1-Higher numbers don't mean better image quality: The HD100 is actually a higher res camera than the Z1. This is not opinion or conjecture, it's real numbers from resolution charts I've been witness to on a couple occasions now.

The Sony records slightly less real resolution to a tape format (1080i) that can hold MUCH more. In other words, the numbers on the tape formats mean diddly in this matter.

2-You can edit the two together, but it'll likely be a huge PITA. Only Avid Xpress Pro to my knowledge can mix formats in a single timeline. That means to do it in FCP you'll have to first convert one format to the other before editing. This is time-intensive..HD format conversion in software takes a while.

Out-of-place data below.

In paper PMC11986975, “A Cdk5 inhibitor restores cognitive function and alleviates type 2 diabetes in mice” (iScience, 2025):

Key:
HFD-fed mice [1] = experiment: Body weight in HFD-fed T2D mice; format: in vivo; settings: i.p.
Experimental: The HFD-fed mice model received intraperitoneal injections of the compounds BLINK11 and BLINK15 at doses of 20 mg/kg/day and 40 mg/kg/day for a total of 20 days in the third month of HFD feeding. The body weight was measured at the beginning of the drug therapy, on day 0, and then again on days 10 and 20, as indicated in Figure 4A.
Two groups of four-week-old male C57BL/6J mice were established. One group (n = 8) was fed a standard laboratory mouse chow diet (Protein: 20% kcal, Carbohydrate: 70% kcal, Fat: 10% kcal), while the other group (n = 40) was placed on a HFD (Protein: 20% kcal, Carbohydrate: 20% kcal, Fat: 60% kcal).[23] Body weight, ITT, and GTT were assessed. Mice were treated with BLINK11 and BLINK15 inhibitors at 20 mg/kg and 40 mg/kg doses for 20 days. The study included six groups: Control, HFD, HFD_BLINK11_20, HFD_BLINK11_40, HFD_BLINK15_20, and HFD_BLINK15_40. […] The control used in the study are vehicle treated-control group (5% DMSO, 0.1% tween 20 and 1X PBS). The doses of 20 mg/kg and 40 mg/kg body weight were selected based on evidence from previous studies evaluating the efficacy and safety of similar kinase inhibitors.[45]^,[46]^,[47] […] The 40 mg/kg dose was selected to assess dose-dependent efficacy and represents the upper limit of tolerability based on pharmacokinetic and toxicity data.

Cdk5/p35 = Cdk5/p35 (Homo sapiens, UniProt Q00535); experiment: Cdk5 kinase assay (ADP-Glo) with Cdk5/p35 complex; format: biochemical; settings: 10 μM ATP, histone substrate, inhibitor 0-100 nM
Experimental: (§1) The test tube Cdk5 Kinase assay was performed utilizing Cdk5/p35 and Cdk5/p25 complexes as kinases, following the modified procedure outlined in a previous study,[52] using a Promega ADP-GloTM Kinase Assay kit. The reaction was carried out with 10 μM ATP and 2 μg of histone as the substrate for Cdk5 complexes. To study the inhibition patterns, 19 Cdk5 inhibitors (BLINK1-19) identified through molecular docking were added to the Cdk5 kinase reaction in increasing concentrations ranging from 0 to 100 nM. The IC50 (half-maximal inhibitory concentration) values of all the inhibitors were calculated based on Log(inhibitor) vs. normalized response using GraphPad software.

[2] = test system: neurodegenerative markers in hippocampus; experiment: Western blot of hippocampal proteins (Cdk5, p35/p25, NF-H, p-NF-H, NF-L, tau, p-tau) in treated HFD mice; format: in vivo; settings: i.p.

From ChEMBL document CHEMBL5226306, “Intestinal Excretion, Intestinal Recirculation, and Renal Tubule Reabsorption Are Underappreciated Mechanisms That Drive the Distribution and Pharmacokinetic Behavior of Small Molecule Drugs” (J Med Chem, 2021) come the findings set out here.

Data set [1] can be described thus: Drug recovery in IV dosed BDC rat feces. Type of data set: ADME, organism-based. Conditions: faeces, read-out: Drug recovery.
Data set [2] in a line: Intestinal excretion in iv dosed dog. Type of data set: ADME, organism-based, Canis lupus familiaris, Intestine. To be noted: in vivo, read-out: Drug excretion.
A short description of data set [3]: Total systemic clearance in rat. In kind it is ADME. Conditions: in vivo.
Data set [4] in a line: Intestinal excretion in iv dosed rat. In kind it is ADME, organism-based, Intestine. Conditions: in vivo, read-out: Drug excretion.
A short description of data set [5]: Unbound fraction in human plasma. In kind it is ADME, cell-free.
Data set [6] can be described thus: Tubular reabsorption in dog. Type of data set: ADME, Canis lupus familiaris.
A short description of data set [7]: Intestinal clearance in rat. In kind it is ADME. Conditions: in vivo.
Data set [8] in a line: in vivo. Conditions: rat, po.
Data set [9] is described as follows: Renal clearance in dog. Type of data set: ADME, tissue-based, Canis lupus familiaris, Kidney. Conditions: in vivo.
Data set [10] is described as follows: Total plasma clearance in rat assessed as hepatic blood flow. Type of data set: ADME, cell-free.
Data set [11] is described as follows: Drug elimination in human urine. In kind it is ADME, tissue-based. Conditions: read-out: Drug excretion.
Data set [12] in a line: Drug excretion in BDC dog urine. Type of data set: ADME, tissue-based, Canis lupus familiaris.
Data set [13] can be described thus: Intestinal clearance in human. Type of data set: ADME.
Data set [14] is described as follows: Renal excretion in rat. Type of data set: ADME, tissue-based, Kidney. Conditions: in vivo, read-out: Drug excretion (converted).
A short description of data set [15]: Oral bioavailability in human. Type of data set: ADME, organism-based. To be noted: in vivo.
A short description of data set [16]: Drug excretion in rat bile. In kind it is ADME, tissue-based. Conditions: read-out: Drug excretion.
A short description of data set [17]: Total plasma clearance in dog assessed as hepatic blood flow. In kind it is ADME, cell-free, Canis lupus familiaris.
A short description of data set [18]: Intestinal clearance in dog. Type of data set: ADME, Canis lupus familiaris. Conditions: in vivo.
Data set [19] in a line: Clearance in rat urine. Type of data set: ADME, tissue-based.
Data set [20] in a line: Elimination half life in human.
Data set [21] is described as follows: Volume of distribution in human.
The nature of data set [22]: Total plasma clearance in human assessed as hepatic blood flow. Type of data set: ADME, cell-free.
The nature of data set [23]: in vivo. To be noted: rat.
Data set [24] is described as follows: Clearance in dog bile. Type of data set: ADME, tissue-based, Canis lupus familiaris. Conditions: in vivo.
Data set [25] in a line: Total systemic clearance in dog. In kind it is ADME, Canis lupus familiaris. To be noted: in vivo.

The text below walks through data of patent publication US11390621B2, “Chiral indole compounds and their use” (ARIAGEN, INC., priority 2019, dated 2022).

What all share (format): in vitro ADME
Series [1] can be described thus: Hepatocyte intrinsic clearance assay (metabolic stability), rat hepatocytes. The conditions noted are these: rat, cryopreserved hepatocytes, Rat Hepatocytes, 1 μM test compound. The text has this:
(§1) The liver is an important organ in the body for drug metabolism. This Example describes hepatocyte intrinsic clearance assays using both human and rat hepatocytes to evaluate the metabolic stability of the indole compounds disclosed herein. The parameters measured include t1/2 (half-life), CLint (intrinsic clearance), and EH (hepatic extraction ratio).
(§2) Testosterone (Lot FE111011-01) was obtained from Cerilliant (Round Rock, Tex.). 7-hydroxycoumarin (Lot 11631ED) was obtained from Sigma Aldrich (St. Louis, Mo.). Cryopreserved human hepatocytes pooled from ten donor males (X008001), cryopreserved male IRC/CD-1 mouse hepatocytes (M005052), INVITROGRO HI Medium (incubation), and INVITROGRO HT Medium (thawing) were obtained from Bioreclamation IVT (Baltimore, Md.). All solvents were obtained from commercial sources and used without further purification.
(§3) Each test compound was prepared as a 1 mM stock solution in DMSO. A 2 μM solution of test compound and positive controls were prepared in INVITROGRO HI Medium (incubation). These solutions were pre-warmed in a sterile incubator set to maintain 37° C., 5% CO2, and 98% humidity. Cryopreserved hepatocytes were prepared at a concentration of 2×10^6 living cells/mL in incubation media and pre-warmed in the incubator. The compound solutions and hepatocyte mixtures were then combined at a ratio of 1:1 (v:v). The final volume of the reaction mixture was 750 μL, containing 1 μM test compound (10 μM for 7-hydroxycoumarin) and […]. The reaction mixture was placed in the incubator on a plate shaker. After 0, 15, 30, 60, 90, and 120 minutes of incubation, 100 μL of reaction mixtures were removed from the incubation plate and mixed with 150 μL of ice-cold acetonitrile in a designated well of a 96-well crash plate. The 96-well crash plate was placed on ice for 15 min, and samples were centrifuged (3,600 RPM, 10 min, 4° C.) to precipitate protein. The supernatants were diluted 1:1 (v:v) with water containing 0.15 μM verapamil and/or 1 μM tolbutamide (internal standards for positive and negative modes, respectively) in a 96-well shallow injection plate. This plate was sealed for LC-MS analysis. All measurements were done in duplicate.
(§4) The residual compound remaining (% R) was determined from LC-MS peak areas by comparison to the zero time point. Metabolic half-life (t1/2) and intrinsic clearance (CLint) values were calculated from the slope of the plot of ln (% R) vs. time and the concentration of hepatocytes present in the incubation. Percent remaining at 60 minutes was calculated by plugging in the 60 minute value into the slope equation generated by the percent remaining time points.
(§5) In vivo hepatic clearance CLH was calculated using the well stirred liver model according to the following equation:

3-Aesthetic considerations: The JVC and Sony look different. With a good HD monitor you'll be able to tweak the two to meet in the middle, but it'll be tricky.

4-Framerate considerations: You've been shooting 1080i on the Sony, which records 60 separate fields per second. The best the JVC can do is 30 full frames per second, which looks very different. Cineframe 30 mode on the Z1 would give you the closest approximation of framerate to match the JVC, at the cost of vertical res. which will make it look even yet more soft compared to the JVC.

In short, I'd say don't do it. It'll be a lot of work and trouble for a compromised final product. Buy another Z1 or buy another JVC, but trying to use both will give you gray hairs.

Stephan Ahonen May 28th, 2006 03:33 PM